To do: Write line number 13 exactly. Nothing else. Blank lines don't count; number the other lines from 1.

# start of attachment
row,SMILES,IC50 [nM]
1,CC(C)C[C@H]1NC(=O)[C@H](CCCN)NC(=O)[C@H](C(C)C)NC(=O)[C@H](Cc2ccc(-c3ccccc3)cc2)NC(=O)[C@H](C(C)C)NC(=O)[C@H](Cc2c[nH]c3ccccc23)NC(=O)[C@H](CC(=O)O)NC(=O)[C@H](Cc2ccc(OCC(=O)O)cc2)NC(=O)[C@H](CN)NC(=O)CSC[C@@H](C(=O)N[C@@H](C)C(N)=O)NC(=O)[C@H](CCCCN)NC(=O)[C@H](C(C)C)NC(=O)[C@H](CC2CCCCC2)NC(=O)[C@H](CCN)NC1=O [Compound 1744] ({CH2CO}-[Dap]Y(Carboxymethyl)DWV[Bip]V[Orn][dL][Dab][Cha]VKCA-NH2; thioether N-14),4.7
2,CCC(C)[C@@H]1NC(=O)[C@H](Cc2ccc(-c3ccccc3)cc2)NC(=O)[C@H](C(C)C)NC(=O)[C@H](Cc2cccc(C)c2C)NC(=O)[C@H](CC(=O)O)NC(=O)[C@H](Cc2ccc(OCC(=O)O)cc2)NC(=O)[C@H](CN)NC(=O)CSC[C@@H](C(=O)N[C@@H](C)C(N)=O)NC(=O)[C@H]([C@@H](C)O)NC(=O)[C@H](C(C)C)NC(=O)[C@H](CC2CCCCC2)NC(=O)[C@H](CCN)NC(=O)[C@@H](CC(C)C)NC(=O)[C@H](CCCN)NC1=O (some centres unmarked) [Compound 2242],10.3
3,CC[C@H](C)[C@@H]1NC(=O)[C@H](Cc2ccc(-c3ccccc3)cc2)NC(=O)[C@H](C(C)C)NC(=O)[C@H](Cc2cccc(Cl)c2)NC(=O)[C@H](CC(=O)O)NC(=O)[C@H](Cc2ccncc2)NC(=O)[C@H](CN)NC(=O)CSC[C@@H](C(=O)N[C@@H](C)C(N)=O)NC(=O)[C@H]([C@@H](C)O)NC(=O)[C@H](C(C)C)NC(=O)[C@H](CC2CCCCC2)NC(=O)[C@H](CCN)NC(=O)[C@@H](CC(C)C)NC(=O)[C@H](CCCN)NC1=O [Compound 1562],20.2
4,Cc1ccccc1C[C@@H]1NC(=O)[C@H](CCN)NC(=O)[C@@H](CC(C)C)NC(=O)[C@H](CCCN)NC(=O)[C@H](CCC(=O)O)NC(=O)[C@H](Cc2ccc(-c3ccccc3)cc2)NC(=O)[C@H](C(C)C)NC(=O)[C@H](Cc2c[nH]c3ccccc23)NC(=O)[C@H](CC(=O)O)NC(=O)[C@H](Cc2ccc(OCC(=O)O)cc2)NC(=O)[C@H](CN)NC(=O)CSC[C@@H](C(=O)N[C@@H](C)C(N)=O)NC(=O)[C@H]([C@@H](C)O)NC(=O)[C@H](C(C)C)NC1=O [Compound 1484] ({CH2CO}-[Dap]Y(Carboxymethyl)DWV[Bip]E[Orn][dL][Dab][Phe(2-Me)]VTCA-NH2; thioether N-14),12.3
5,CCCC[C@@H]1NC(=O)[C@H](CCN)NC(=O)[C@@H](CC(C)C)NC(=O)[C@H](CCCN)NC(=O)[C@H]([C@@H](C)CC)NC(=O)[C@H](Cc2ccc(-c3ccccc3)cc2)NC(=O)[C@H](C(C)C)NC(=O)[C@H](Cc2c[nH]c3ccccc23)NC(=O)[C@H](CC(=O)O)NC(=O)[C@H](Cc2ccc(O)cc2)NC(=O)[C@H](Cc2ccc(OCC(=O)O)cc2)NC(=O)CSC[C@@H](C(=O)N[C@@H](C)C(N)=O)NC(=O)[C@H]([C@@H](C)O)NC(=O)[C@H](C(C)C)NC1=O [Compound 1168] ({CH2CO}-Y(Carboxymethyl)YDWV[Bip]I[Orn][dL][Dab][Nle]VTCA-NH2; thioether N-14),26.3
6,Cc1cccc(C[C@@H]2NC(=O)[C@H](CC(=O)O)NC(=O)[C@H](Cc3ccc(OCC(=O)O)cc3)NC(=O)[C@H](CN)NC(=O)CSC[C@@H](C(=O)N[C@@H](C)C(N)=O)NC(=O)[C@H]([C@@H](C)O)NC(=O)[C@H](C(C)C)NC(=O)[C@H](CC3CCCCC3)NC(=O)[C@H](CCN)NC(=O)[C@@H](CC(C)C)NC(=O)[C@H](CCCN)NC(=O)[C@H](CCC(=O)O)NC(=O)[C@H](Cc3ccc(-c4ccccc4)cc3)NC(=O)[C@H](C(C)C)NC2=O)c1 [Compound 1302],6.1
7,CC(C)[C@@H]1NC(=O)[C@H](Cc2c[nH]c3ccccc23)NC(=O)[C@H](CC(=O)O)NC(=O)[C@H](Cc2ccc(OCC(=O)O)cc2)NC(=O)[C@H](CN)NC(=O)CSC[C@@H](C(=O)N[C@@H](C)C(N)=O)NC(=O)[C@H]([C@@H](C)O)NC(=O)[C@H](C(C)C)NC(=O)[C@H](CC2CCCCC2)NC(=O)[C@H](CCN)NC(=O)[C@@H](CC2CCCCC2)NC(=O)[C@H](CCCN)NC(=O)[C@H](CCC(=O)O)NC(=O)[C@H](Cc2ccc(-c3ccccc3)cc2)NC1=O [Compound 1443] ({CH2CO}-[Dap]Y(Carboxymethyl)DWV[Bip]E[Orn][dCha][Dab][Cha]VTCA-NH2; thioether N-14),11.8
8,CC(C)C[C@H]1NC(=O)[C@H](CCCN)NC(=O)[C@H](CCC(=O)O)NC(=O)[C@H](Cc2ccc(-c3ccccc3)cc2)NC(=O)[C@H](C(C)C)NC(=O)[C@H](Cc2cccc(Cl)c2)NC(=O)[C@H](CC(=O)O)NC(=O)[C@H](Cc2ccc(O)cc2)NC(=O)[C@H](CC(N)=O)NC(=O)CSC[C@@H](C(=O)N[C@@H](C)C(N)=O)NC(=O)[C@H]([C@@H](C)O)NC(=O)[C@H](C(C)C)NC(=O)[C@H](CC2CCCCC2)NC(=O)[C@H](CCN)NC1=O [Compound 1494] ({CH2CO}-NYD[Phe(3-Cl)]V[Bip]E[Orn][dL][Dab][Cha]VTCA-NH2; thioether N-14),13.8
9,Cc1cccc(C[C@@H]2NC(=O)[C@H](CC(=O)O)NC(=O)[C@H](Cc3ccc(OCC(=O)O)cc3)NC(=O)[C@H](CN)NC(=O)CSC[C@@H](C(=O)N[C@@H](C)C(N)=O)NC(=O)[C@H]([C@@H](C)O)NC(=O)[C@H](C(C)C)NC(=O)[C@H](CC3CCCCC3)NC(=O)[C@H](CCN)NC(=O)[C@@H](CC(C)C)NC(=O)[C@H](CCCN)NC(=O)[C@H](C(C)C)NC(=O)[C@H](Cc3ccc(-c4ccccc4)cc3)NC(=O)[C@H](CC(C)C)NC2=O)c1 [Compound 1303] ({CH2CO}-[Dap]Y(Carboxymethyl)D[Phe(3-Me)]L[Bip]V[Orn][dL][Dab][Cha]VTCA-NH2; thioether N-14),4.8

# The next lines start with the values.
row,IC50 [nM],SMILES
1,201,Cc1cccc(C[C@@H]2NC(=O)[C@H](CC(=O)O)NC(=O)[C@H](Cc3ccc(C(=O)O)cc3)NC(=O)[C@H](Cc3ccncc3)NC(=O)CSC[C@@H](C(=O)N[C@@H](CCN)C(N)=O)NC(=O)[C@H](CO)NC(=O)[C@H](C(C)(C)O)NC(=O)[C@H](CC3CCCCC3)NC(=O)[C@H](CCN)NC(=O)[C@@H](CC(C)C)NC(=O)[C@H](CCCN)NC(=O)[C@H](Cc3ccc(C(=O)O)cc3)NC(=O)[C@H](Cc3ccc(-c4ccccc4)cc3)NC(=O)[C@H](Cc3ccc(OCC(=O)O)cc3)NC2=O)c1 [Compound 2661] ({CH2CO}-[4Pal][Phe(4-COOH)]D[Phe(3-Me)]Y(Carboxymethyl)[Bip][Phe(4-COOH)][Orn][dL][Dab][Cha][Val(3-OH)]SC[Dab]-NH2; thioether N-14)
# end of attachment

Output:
1,201,Cc1cccc(C[C@@H]2NC(=O)[C@H](CC(=O)O)NC(=O)[C@H](Cc3ccc(C(=O)O)cc3)NC(=O)[C@H](Cc3ccncc3)NC(=O)CSC[C@@H](C(=O)N[C@@H](CCN)C(N)=O)NC(=O)[C@H](CO)NC(=O)[C@H](C(C)(C)O)NC(=O)[C@H](CC3CCCCC3)NC(=O)[C@H](CCN)NC(=O)[C@@H](CC(C)C)NC(=O)[C@H](CCCN)NC(=O)[C@H](Cc3ccc(C(=O)O)cc3)NC(=O)[C@H](Cc3ccc(-c4ccccc4)cc3)NC(=O)[C@H](Cc3ccc(OCC(=O)O)cc3)NC2=O)c1 [Compound 2661] ({CH2CO}-[4Pal][Phe(4-COOH)]D[Phe(3-Me)]Y(Carboxymethyl)[Bip][Phe(4-COOH)][Orn][dL][Dab][Cha][Val(3-OH)]SC[Dab]-NH2; thioether N-14)